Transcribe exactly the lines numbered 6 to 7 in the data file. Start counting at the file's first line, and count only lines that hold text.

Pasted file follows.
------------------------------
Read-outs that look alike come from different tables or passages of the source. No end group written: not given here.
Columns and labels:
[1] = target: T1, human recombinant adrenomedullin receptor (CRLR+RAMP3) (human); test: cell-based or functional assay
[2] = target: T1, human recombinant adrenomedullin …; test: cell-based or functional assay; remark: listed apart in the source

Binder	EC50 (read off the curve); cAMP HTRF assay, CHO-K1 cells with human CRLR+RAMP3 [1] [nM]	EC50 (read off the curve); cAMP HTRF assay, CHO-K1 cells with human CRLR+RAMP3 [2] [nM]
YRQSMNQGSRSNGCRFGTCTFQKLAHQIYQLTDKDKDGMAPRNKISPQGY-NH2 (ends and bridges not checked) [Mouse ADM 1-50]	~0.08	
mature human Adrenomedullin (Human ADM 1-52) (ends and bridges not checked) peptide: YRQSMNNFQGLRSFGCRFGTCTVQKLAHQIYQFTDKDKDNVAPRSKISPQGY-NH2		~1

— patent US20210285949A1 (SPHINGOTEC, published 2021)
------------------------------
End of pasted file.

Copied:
YRQSMNQGSRSNGCRFGTCTFQKLAHQIYQLTDKDKDGMAPRNKISPQGY-NH2 (ends and bridges not checked) [Mouse ADM 1-50]	~0.08	
mature human Adrenomedullin (Human ADM 1-52) (ends and bridges not checked) peptide: YRQSMNNFQGLRSFGCRFGTCTVQKLAHQIYQFTDKDKDNVAPRSKISPQGY-NH2		~1